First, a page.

It’s not a good cultural indicator when citizens increasingly believe they could be fired for contributing to a particular candidate or shunned for holding certain political views. But this is the finding of a new report from the CATO Institute, a DC-based, libertarian think-tank. Their new report, based their 2020 YouGov Summer Survey, says self-censorship is on the rise in the United States, with 62% of Americans saying the political climate today keeps them from expressing their beliefs because others might take offense. This has grown markedly since 2017 when 58% of Americans say they self-censored their political convictions.
Republicans are far more likely to feel this way than Democrats, 77 versus 52%. Fifty-nine percent of those who identify as political Independents say they are more likely to keep their mouths closed on political matters for fear of negative reactions.
However, what is most stunning is this: CATO found that the more liberal an individual is, the less they feel the need to self-censor. There are stark differences among liberals themselves with many feeling far more judged by their own peers. Among “staunch liberals” as CATO referred to them, nearly 6 in 10 (58%) believe they can openly say what they believe without blowback from others, while 52% of moderate liberals feel the need to self-censor. This is a dramatic gap. It is also in stark contrast to the 64% of moderates, and 77% of conservatives who feel compelled to keep their beliefs to themselves.
Regarding race and ethnicity, Latino Americans are more afraid to share their political views than White Americans at 65 and 64% respectively, while African Americans feel freer and more confident at 49%.
Getting Fired for Your Beliefs
In a major blow to the virtue of political free speech, 31% of Americans support the idea of a business executive being fired because he or she personally donated to Donald Trump’s re‐election campaign. Only 22% believe the same executive should be fired for donating to the Biden campaign.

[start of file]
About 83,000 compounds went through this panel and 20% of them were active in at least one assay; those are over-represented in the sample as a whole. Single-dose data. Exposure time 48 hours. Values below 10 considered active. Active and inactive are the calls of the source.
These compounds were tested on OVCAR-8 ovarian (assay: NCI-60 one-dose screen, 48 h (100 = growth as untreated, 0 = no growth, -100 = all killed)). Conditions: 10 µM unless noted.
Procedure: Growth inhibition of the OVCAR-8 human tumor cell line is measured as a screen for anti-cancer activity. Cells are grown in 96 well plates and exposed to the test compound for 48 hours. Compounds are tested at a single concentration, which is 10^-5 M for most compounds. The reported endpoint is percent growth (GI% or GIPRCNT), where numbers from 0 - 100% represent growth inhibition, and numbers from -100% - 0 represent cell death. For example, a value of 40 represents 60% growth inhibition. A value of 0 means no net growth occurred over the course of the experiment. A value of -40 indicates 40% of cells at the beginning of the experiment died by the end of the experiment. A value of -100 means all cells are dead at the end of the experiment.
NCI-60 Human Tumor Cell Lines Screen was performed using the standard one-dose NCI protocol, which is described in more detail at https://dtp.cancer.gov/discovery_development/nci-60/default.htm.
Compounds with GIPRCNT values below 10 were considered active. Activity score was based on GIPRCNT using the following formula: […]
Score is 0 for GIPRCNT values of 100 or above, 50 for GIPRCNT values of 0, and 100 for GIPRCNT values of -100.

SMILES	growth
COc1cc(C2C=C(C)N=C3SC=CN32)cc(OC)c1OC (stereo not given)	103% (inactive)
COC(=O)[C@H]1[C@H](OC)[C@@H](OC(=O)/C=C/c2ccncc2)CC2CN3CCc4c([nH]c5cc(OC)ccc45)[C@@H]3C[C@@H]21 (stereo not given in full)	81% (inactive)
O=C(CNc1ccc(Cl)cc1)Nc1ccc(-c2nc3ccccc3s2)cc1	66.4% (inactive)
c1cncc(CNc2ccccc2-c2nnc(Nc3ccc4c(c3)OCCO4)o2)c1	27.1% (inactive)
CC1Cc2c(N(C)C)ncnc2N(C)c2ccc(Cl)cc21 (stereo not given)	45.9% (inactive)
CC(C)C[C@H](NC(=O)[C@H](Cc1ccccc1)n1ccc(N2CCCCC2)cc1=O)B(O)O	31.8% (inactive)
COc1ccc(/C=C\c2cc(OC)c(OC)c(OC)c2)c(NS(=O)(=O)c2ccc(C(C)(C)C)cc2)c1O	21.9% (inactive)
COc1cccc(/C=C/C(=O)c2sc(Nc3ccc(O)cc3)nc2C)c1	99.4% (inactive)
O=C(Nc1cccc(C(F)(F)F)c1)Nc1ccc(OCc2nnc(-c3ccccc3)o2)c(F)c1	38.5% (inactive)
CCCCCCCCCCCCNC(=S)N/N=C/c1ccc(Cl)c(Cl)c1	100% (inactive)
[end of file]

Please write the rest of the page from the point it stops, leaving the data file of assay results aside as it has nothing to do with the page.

Support for such recrimination rise among the most liberal with 50% of strong liberals backing sacking executives who personally donate to Trump. And just over a third of staunch conservatives support firing an executive for donating to Biden’s presidential campaign.
Employment fears based on political beliefs are dramatically elevated for more highly educated conservatives as demonstrated here.
44% of Young Adults Believe Donating to Trump is a fireable offense.
Younger Americans are far more likely than their older peers to support firing people for personal political donations. Forty‐four percent of those under 30 support tossing executives who donate to Trump. Only 22% of those over 55 years old believe such a donation should send anyone to the unemployment line, a 20‐point difference. When it comes to being fired for donating to Biden, 27% of young adults support this compared to 20% of those over 55, a 7‐point difference.
Be careful what you believe out there, or at least who you say it to.
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